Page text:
RC4 was developed in 1987 by Ron Rivest (the "R" in RSA). It's been quietly used in a variety of applications since then but came to prominence when it was adopted as the security foundation for the 802.11b WEP (Wireless Equivalent Privacy) wireless LAN standard.
RC4 is a Vernam Cipher, using a 24-bit initialization vector (IV) to create key lengths of 40 or 128 bits.
However, a growing number of published studies have found significant weaknesses in the structure and key generation of RC4, prompting the claim by a number of commentators that the algorithm is "unsafe at any key size."
AES is the Rijndael (pronounced Rhine Doll) encryption algorithm chosen in October 2000 by the NIST as the new Advanced Encryption Standard to officially replace DES.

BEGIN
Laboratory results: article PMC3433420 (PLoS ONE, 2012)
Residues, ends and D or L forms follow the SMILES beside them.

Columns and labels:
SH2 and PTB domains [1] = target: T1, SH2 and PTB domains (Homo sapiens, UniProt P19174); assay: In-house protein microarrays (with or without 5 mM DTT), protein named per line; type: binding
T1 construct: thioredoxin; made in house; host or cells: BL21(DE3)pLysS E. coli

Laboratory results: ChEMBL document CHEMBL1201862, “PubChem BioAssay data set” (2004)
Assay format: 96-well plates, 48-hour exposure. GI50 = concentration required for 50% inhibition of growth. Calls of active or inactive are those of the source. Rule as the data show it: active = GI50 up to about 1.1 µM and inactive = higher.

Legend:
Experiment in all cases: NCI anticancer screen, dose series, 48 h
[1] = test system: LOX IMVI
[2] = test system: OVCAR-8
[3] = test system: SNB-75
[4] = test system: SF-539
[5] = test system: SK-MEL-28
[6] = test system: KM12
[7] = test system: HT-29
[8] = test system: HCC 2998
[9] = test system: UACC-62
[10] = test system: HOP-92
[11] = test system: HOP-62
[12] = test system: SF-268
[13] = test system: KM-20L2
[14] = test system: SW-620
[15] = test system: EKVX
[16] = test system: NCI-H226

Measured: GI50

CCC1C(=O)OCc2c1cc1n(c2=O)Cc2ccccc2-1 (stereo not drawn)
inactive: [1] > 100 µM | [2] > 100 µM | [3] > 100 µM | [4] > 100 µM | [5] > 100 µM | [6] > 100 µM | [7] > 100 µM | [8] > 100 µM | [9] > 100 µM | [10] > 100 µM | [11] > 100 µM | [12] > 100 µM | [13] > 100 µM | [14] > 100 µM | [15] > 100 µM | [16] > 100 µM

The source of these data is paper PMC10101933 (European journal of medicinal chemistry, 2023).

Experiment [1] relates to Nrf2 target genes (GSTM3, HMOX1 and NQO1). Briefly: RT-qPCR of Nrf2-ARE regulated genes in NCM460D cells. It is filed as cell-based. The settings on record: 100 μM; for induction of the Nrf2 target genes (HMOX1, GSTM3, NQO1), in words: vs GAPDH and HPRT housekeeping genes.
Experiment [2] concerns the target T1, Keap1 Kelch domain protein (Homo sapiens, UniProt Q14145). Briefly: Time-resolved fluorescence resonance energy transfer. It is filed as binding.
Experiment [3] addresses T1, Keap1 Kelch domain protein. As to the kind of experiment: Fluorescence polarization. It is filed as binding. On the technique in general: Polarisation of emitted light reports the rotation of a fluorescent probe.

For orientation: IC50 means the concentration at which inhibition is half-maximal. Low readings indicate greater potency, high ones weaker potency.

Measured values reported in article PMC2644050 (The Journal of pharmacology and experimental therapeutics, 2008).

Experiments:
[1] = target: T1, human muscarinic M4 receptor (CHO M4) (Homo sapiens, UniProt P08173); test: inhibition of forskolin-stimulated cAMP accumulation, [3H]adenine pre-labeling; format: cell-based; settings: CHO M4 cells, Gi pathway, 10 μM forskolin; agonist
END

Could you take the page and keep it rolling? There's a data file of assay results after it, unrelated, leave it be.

AES has key sizes of 128, 192 and 256 bits. To give you some idea of how secure AES is believed to be, here's how the NIST compares it to DES:"Assuming that one could build a machine that could recover a DES key in a second (i.e., try 255 keys per second), then it would take that machine approximately 149 thousand-billion (149 trillion) years to crack a 128-bit AES key. To put that into perspective, the universe is believed to be less than 20 billion years old."
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Ask the Expert: The differences between AES and DES
This was first published in June 2002